Thriving Clerk Craft is Ready for More!

August 21, 2016

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Members of the Clerk Craft have a reason to celebrate: For the first time in over a decade, the craft has grown. After losing more than 100,000 jobs since 2003, 15,000 new members have been added to the rolls.

Craft Director Clint Burelson explained that the loss of jobs was due, at least in part, to management’s policy of contracting out postal work. Now, thanks to a moratorium on new Approved Shipper programs, Village Post Offices and Contract Postal Units, the APWU is reversing the trend and protecting service.  The one-year moratorium is a feature of the new Collective Bargaining Agreement.

Speaking at the National Convention, Burelson also praised the Stop Staples fight. “By pressing one large corporation, we discourage others from entering the postal business,” he said.

Our jobs are important to the community, he pointed out. Postal workers bring good union salaries into their neighborhoods and the public gets good service, he said.

Another impetus of Clerk Craft growth is the March 20, 2014, Memorandum of Understanding (MOU) on Filling of Residual Vacancies, which outlines a specific process for conversion  of Postal Support Employees (PSEs) to career. Over 35,000 Postal Support Employees have become regular as a result, and more than 25,000 have joined the union.

As a result of improvements to the Memo in the new contract, conversions will take place even more quickly.

Next Up: Increased Staffing

The craft’s next goal is to increase staffing in post offices and mail processing plants.

“Right now there are lines out the door and the Postal Service does this on purpose,” Burelson said. “The customer will see the line and go to a private place to do the mailing. They are not going to the post office because the Postal Service is discouraging them.”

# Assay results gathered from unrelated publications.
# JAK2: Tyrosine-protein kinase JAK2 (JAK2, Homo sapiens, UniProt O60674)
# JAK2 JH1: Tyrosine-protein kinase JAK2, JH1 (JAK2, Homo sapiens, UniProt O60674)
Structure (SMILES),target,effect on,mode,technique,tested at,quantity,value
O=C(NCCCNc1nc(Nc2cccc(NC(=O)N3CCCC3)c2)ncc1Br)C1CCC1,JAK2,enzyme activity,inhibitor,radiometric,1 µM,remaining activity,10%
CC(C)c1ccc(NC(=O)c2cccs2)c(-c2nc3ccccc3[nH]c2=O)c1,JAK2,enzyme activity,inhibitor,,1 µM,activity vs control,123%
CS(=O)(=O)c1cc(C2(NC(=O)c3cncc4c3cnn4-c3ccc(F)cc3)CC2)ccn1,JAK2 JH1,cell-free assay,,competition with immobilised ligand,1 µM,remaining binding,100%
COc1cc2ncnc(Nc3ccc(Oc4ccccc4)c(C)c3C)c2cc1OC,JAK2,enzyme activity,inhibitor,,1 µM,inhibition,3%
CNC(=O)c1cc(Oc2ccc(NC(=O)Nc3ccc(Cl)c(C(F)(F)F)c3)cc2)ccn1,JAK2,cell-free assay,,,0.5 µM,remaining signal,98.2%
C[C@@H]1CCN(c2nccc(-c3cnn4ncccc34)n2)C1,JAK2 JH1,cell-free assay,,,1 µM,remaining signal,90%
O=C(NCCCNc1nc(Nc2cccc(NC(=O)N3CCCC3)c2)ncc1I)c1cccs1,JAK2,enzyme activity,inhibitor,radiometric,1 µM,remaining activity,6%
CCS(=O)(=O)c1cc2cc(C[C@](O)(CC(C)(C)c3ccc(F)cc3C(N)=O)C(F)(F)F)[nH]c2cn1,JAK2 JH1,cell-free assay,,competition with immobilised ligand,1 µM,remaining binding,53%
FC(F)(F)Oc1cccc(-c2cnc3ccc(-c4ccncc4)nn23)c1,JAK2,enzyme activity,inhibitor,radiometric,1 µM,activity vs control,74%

Increasing staffing not only provides better service for customers, it creates a better working environment for employees, and he pointed out.

Burelson applauded locals for fighting against understaffing. On many work floors across the country, only one worker is running a DBCS machine, but there should be two.

The St. Louis Gateway Area Local picketed outside the downtown post office this summer, shining a light on the safety issue and garnering headlines.

“When people get out into the streets and get media attention, this is a great influence on the Postal Service. It gives us leverage to increase staffing at the post office,” Burelson said. 

New Work

One way to provide better service is by implementing postal banking. “The Postal Service is a communication system connecting everybody across the country. We can also provide Internet and email and a public service to communities,” Burelson said, noting that postal banking would provide affordable financial services and an alternative to the predatory payday lending industry.

With understaffing so prevalent, some members have expressed concern about the extra work postal banking would bring and some have expressed concern about security.

“More work means more jobs,” Burelson said, “and any kind of issue with security can be addressed through ramped up security measures.”

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